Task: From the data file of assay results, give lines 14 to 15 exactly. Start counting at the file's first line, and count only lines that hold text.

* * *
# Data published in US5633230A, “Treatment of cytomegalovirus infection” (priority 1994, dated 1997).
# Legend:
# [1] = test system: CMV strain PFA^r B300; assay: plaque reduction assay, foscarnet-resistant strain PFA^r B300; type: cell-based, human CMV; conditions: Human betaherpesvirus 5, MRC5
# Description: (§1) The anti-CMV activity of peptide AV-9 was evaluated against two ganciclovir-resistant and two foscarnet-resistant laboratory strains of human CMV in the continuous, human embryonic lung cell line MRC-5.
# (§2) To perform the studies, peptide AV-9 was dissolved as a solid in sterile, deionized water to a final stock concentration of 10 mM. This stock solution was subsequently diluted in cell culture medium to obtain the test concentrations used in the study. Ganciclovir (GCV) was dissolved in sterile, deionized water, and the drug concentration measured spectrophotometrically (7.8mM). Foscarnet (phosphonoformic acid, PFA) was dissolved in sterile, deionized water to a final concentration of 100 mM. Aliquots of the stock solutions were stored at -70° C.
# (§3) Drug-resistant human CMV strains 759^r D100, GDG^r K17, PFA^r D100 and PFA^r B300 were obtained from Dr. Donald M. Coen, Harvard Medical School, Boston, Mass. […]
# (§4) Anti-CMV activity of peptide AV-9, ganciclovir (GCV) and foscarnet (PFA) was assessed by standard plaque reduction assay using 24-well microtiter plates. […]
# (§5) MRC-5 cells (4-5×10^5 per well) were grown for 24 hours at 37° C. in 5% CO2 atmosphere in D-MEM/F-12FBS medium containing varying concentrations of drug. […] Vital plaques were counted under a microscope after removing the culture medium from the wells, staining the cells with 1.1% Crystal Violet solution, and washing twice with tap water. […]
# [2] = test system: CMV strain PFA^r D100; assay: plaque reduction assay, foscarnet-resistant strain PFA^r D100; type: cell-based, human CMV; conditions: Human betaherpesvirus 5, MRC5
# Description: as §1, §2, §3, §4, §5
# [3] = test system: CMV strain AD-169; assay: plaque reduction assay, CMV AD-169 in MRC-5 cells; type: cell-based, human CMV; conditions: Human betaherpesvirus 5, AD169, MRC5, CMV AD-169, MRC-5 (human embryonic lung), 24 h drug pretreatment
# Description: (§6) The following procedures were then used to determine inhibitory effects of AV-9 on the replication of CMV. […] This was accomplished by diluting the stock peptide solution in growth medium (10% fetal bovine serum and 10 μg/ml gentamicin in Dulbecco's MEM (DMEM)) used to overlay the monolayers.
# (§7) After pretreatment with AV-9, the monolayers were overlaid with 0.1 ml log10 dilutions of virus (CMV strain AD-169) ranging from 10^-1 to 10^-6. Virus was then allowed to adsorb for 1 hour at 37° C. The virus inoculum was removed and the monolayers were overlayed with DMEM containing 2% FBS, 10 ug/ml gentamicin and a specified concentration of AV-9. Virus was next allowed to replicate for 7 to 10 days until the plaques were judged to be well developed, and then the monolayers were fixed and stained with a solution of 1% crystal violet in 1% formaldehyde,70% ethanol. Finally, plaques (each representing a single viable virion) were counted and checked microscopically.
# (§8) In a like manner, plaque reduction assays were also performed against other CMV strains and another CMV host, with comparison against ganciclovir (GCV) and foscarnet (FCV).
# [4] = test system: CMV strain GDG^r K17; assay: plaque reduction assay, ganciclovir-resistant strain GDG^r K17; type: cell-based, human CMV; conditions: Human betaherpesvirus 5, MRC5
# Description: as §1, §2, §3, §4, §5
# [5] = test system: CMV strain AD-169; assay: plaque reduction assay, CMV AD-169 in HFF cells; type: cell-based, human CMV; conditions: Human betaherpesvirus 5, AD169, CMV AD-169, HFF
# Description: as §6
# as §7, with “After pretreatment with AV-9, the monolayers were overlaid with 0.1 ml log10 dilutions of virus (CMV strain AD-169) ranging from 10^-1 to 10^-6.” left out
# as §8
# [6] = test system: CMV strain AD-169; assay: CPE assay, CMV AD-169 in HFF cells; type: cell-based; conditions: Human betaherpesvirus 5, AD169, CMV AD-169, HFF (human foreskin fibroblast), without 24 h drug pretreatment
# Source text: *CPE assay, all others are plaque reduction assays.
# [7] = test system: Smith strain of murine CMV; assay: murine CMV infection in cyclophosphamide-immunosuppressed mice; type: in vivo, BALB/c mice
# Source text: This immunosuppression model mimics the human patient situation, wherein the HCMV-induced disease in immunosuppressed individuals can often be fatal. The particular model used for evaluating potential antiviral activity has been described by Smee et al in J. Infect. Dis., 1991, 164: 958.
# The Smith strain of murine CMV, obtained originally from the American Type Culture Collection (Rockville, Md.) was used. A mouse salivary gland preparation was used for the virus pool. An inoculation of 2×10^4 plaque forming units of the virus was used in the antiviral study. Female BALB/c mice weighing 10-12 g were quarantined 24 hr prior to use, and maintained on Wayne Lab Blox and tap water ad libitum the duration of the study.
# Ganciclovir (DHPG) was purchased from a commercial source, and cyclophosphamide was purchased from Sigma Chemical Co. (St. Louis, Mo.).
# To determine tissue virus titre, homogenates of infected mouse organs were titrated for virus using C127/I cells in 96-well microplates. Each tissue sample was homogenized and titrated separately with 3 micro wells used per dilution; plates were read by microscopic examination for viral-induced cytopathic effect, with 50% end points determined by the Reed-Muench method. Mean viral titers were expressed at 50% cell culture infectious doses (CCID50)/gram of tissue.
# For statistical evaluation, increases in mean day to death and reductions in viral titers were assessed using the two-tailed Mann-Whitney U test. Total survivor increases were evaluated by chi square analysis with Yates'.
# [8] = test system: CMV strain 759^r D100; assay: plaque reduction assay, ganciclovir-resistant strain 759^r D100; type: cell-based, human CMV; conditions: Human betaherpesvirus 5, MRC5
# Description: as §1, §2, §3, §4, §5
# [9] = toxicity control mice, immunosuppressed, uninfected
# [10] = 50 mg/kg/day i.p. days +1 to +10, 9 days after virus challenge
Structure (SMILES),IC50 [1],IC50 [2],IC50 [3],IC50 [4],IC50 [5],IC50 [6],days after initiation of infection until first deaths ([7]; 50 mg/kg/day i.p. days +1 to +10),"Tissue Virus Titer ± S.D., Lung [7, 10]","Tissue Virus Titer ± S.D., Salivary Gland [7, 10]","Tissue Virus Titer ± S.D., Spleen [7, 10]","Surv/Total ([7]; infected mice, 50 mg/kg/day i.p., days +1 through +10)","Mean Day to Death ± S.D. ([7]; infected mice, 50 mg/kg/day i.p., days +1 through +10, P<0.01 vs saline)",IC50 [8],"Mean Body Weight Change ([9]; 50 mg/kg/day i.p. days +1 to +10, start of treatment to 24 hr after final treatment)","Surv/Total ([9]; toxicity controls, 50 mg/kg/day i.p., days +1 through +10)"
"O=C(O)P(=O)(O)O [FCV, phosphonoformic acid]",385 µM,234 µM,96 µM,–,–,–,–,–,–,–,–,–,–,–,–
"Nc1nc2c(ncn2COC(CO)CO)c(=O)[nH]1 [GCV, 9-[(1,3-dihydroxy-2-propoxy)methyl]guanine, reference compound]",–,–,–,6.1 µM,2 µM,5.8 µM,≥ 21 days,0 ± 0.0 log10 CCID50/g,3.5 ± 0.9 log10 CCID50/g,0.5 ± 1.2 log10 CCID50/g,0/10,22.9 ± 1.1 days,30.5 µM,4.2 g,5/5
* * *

# (§8) In a like manner, plaque reduction assays were also performed against other CMV strains and another CMV host, with comparison against ganciclovir (GCV) and foscarnet (FCV).
# [4] = test system: CMV strain GDG^r K17; assay: plaque reduction assay, ganciclovir-resistant strain GDG^r K17; type: cell-based, human CMV; conditions: Human betaherpesvirus 5, MRC5